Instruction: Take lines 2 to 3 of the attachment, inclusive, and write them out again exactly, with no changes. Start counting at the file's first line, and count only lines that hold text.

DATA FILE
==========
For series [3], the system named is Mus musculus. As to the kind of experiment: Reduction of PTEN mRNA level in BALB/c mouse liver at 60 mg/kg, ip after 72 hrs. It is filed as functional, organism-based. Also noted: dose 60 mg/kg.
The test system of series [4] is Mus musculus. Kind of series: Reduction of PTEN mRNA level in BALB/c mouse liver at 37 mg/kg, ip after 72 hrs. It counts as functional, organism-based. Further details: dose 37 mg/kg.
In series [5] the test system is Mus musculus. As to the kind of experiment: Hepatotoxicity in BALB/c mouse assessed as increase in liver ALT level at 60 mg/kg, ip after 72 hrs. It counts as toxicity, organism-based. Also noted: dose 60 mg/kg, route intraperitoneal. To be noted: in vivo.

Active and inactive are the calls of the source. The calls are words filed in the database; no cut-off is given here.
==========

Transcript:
The test system of series [4] is Mus musculus. Kind of series: Reduction of PTEN mRNA level in BALB/c mouse liver at 37 mg/kg, ip after 72 hrs. It counts as functional, organism-based. Further details: dose 37 mg/kg.
In series [5] the test system is Mus musculus. As to the kind of experiment: Hepatotoxicity in BALB/c mouse assessed as increase in liver ALT level at 60 mg/kg, ip after 72 hrs. It counts as toxicity, organism-based. Also noted: dose 60 mg/kg, route intraperitoneal. To be noted: in vivo.